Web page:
Posted by Dayne Hudson in Health / Nutrition
Estimated reading time: 5mins
Firstly, to clarify salt and sodium; sodium is a naturally occurring mineral in salt. And the truth is, the suggestion is that salt is bad for you isn't as black and white as headlines suggest. Salt started becoming demonised in the early 1900s when doctors in France noticed that some of their patients that ate high-salt diets had high blood pressure.
Further epidemiological studies found the same thing (this is when scientists look at people's dietary intake and their illnesses and draw a link). And once the media and everybody got hold of that, it was printed as gospel.
But like everything in science, such things get challenged. Particularly when something as bold as "salt kills you" is stated courtesy of epidemiological studies, and not cause and effect research. "Correlation doesn't equal causation" you'll hear scientists say. On a simplistic level, this means that just because someone eats eggs for breakfast and later slips on the pavement, doesn't mean that eating eggs cause pavement slips.
And it took until 2003 for scientists to really challenge this notion, with a landmark review concluding:
“There is little evidence for long-term benefit from reducing salt intake.”
Then in 2011, a meta-analysis on sodium into more than 6250 subjects found no evidence supporting cutting salt as a strategy to reduce the risk of stroke, heart attack, or death in those with high or normal blood pressure. And then in 2015, further research found consuming less sodium might actually be associated with a higher risk of dying from heart disease.
So where did all the confusion come from?
Well, coming back to our eggs and slipping on the pavement example; the researchers found that those eating the most sodium were at a higher risk of these diseases anyway, and were also eating salt from foods that contained trans fats (not great for longevity at all). These people were in general, unhealthier (fatter, less active, and more prone to overeating).
Also, salt affects some of us differently. Researchers say we're either "salt-sensitive" or "salt-resistant individuals," and this obviously plays a critical role in the outcome of data.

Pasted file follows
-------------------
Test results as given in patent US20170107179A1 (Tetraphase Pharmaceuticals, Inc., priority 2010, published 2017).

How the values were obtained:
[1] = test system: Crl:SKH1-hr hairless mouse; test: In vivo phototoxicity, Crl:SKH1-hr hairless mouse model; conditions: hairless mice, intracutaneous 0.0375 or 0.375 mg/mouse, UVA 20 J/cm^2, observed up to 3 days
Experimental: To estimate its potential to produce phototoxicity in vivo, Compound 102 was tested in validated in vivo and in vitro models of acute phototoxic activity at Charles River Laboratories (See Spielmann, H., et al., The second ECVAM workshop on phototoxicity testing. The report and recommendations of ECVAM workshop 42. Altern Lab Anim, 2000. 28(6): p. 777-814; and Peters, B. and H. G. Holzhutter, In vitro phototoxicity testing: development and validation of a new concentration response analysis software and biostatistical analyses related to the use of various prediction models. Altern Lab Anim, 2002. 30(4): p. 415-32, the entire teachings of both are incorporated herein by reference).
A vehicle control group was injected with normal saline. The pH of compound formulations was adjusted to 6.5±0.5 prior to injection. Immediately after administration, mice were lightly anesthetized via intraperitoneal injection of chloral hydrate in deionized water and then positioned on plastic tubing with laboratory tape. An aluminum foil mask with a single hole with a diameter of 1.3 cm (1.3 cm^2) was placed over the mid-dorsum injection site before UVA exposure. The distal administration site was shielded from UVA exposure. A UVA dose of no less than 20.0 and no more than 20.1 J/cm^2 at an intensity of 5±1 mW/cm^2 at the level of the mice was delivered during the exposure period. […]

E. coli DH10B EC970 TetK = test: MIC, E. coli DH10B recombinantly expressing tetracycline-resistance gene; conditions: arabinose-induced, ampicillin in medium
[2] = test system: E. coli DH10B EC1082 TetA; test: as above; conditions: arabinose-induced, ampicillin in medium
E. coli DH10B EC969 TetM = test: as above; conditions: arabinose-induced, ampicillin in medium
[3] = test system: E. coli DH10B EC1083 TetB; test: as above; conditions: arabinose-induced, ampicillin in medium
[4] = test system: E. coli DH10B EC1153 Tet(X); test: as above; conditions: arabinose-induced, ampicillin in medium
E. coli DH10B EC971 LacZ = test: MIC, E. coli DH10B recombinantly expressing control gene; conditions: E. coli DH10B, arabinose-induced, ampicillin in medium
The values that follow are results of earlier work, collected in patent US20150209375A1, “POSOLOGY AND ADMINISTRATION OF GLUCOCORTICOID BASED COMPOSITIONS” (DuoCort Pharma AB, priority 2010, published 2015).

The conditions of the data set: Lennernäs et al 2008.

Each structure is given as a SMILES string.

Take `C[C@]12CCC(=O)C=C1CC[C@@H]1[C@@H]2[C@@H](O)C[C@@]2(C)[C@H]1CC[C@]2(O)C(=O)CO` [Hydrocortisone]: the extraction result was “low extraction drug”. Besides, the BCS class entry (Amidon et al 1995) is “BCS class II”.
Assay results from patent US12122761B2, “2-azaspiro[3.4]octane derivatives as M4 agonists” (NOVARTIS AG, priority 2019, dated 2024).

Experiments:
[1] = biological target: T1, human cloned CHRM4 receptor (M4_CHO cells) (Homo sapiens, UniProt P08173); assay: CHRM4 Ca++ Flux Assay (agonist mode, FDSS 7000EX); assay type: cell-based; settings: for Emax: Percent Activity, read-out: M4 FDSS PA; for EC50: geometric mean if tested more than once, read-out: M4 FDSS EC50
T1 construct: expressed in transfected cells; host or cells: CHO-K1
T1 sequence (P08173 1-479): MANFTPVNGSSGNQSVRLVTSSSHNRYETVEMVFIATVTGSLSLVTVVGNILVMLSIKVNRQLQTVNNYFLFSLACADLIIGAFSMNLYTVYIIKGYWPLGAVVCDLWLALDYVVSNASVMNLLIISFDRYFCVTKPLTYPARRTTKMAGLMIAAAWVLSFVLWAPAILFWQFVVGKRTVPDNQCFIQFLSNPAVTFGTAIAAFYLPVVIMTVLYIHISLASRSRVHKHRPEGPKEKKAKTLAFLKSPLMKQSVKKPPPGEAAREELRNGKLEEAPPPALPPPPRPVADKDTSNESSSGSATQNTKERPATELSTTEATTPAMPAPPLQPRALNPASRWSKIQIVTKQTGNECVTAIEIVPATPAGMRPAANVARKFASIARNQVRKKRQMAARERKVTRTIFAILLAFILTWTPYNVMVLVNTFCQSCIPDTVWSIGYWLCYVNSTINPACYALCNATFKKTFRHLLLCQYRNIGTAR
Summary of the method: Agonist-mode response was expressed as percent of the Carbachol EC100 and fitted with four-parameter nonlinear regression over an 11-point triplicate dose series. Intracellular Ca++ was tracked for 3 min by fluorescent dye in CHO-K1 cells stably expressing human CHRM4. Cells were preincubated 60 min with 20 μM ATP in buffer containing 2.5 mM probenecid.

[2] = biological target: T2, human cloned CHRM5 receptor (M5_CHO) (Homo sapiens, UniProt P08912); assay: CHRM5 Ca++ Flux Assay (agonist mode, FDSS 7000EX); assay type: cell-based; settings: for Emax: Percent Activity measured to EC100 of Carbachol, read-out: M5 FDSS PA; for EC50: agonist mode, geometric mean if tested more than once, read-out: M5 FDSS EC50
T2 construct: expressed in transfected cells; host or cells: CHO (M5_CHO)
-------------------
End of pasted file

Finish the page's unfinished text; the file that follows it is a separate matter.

And with all the research came another interesting finding: potassium intake and its ratio to our sodium intake might be more important than the consumption of either nutrient.
The research found that those with the highest ratio of sodium to potassium intake were double the chance of dying from a heart attack and had a 50% larger chance of death than those with a lower ratio. Put simply, eating heaps of salt and little potassium isn't ideal. And that's the problem we have, as outlined by the British Medical Journal:
"The world's population consumes too much sodium and inadequate amounts of potassium."
Recommendations are to consume "less than 2000 mg sodium and at least 3510 mg potassium per person per day." So that's 2 grams of sodium per day (about one teaspoon of salt) and 3.5 grams of potassium per day.
But it's hard to get right because sodium is in the foods people might eat too much of, like takeaway meals and added seasonings! Potassium, on the other hand, is found in fruits and vegetables -- which some people don't always get enough of!
So, you can see where the problem is stemming from.
Here are some foods that are high in potassium that we can potentially eat more of:
So, what can we make of all of this?
Some researchers declare the great salt debate as a draw, suggesting until more research comes to light, salt shouldn't be consumed in excess. And we're inclined to agree.
But the reality is, salt isn't as "unhealthy" as once believed. However, we should still study our favourite food labels to learn just how much 2 grams of sodium per day is, so we can commit this to memory and move forward. But the salt hysteria is another case of observational evidence creating concrete "truths" that fall apart upon strong examination.
We must focus on reaching current guidelines whilst ensuring we consume a nutritious diet and exercise regularly, whilst getting enough potassium from fruits and vegetables. Like everything, balance is key, and a holistic approach to health is better than totally removing something like sodium from our diets under shaky scientific findings.
Hopefully, more research will create even more clarity around sodium for the entire population.